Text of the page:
The eye is never satisfied with seeing, nor is the ear ever content with hearing. What exists now is what will be, and what has been done is what will be done; there is nothing truly new on earth. Is there anything about which someone can say, “Look at this! It is new!”?
It was already done long ago, before our time.
No one remembers the former events, nor will anyone remember the events that are yet to happen; they will not be remembered by the future generations.
I, the Teacher, have been king over Israel in Jerusalem. I decided to carefully and thoroughly examine all that has been accomplished on earth. I concluded: God has given people a burdensome task that keeps them occupied. I reflected on everything that is accomplished by man on earth, and I concluded: Everything he has accomplished is futile – like chasing the wind!
What is bent cannot be straightened, and what is missing cannot be supplied. 
-Ecclesiastes 1:2-15 (NET)
I think the poetic nature of the text is lost with this formatting, but the ideas are more coherent to my eyes.

By the way, I just love that phrase, "chasing the wind." It makes me think of stepping out into a
windy day with a handful of papers. You drop them, and the wind scoops them up and carries them off. Maybe they land nearby, and you're left to decide: Do I go chasing after these, or will they fly away before I can actually catch them?

It's an evocative picture, to be sure.

The Teacher is laying out a case here. When he looks at everything mankind pursues in this life, it all turns out the same, like a cosmic hamster wheel. For all the things people chase after, none of it is truly new; it's the same solutions to the drudgery of life as have been pursued for ages. Nobody learns this from the generations that tried, and the generations to come will make the same mistakes. Even the best of accomplishments are just occupying time.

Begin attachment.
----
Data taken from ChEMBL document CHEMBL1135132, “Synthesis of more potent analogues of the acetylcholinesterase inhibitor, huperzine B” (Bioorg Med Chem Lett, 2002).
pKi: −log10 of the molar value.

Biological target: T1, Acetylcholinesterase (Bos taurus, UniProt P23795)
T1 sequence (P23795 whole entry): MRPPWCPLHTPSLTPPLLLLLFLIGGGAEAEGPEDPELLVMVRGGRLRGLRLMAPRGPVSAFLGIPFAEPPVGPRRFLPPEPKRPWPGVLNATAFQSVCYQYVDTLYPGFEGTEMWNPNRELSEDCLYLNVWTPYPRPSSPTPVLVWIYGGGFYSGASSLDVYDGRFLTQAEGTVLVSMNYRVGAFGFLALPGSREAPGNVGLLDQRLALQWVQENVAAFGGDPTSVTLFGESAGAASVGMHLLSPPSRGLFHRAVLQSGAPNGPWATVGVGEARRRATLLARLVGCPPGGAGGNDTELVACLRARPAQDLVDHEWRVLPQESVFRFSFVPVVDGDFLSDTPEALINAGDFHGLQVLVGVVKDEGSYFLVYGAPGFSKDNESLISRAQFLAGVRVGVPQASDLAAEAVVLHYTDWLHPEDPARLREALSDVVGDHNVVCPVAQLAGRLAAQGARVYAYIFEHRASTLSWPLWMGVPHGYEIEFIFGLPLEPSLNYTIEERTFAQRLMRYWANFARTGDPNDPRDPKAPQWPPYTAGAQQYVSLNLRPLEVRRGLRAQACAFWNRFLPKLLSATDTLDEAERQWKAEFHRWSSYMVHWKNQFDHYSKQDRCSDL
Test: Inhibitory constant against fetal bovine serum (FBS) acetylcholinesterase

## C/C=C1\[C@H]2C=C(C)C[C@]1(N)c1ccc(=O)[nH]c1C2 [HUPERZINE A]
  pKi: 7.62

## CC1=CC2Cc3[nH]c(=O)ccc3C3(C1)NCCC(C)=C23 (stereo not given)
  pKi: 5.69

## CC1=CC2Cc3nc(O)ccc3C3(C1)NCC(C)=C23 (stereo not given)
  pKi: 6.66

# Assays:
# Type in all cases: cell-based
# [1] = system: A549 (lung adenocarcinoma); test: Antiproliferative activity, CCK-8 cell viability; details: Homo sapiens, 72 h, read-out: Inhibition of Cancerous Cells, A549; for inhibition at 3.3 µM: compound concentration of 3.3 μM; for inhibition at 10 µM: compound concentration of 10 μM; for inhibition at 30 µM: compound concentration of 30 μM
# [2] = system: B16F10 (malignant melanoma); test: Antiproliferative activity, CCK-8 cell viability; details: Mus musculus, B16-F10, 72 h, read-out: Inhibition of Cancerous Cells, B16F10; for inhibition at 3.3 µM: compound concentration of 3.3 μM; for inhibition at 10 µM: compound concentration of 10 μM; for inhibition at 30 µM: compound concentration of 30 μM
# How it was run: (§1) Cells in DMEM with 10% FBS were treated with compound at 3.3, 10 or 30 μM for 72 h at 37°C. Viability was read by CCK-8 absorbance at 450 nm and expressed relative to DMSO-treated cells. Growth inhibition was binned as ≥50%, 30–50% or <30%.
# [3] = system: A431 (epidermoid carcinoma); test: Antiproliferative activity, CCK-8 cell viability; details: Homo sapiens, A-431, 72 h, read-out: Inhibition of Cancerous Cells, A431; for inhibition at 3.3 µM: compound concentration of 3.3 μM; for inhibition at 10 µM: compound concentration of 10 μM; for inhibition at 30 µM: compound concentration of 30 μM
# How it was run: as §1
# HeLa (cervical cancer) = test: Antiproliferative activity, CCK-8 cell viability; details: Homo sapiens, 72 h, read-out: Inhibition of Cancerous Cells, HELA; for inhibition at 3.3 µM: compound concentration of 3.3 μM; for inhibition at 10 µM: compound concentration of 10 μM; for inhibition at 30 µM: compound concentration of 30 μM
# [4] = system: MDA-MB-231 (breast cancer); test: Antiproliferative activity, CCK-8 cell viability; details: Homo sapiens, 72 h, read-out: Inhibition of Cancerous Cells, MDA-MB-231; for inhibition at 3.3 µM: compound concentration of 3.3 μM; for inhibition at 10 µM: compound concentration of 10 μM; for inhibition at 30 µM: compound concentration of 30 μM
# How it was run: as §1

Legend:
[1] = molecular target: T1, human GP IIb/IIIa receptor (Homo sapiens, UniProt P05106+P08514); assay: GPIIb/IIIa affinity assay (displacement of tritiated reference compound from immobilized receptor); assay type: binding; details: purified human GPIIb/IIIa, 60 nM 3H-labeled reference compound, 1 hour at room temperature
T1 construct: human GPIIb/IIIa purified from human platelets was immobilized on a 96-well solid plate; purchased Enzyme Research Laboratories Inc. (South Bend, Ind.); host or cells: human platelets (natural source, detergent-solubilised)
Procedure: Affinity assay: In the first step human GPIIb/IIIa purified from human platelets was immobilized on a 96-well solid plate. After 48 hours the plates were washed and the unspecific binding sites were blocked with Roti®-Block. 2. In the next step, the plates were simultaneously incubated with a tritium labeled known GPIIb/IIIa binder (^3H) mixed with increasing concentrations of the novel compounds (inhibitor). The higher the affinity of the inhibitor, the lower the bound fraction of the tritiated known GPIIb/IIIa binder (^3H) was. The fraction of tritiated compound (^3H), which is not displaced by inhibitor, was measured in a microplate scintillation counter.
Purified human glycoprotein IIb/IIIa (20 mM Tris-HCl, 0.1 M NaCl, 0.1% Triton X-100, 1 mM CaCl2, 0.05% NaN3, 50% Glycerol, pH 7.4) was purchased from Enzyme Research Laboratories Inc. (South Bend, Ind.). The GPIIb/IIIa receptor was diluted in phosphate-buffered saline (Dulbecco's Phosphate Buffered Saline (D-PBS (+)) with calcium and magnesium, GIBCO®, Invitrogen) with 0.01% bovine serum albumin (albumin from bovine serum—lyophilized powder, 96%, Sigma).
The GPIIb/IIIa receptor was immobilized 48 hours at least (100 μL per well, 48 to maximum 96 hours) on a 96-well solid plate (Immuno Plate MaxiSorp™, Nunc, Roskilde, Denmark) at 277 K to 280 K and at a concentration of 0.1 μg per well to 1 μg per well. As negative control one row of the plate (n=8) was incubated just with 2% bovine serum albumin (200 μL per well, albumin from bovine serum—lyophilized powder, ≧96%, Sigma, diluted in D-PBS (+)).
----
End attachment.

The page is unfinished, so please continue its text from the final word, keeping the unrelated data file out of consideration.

People balk at this notion that there's "nothing new under the sun," as some translations put it. We have medicine, cars, airplanes, cell phones, air conditioning, on and on. Things that make modern life possible that the kings of that age could only dream about, and not even their combined wealth could purchase one of those things. Those are things, though. The Teacher isn't talking about things, but pursuits. True, people have always pursued things. They also pursue relationships, sex, power, fame, wisdom. The specifics might have changed over the course of millennia, but the nature of man, the hungers that fuels those pursuits, that has not changed.

What is bent cannot be straightened.

The problem is, those hungers are hard to satisfy. When these pursuits are done only for the thing itself, it's like chasing the wind, pursuing something that can never be grasped.  They can't truly satisfy the heart, they don't give Meaning in this world, none of it can do so. This constant yearning left unfulfilled leaves a gaping void in the soul. With God removed from the picture, no greater narrative to give purpose to the pursuits, that hole remains, because nothing in this world is meaningful in any sense of the word.

What is missing cannot be supplied.

No wonder this lingered in my mind for so long. I think everyone can identify with that longing, that sense of life that there is something out there that you want, but you can't describe it, and nothing in this world will ever satisfy it. The Germans call it sehnsucht. (German really does have some great words.) This is, at least in part, why I think the atheist answer that there is no Meaning of Life is wrong. It just doesn't resonate with the human heart nor match the human experience.

C.S. Lewis wrote in Mere Christianity, "If I find in myself a desire which no experience in this world can satisfy, the most probable explanation is that I was made for another world." It is, at the very least, the implied conclusion from The Teacher, although it isn't clear until the closing of the book.

I have more I want to write about this. I'd like to write about the various things the Teacher covers throughout the book. I started re-reading that text book from college; I'd love to address some of the arguments covered there as well. We'll see how that goes. I've not been a prolific writer recently, and twin infants at home have limited my already scarce writing time.